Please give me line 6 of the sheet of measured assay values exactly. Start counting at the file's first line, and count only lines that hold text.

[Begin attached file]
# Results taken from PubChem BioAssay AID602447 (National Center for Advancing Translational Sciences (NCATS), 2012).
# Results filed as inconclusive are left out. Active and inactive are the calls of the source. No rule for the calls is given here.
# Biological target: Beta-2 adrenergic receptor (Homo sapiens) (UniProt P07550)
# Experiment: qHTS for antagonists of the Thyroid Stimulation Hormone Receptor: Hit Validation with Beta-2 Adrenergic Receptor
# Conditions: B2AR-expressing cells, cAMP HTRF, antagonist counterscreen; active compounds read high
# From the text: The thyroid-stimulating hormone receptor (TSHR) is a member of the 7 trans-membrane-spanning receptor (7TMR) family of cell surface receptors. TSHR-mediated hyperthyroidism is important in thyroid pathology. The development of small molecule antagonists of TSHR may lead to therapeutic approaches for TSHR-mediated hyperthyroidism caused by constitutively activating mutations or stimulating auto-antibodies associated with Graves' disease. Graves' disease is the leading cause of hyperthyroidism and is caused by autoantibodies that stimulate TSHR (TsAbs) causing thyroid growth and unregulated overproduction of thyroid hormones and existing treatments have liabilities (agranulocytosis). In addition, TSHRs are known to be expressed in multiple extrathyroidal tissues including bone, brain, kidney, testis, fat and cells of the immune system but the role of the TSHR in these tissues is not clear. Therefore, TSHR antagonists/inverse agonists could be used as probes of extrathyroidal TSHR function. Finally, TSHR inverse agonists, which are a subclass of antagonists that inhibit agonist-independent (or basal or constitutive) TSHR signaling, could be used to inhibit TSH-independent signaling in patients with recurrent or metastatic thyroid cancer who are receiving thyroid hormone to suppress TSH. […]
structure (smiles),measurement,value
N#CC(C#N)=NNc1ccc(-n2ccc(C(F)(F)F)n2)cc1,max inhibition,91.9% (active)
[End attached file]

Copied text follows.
# From the text: The thyroid-stimulating hormone receptor (TSHR) is a member of the 7 trans-membrane-spanning receptor (7TMR) family of cell surface receptors. TSHR-mediated hyperthyroidism is important in thyroid pathology. The development of small molecule antagonists of TSHR may lead to therapeutic approaches for TSHR-mediated hyperthyroidism caused by constitutively activating mutations or stimulating auto-antibodies associated with Graves' disease. Graves' disease is the leading cause of hyperthyroidism and is caused by autoantibodies that stimulate TSHR (TsAbs) causing thyroid growth and unregulated overproduction of thyroid hormones and existing treatments have liabilities (agranulocytosis). In addition, TSHRs are known to be expressed in multiple extrathyroidal tissues including bone, brain, kidney, testis, fat and cells of the immune system but the role of the TSHR in these tissues is not clear. Therefore, TSHR antagonists/inverse agonists could be used as probes of extrathyroidal TSHR function. Finally, TSHR inverse agonists, which are a subclass of antagonists that inhibit agonist-independent (or basal or constitutive) TSHR signaling, could be used to inhibit TSH-independent signaling in patients with recurrent or metastatic thyroid cancer who are receiving thyroid hormone to suppress TSH. […]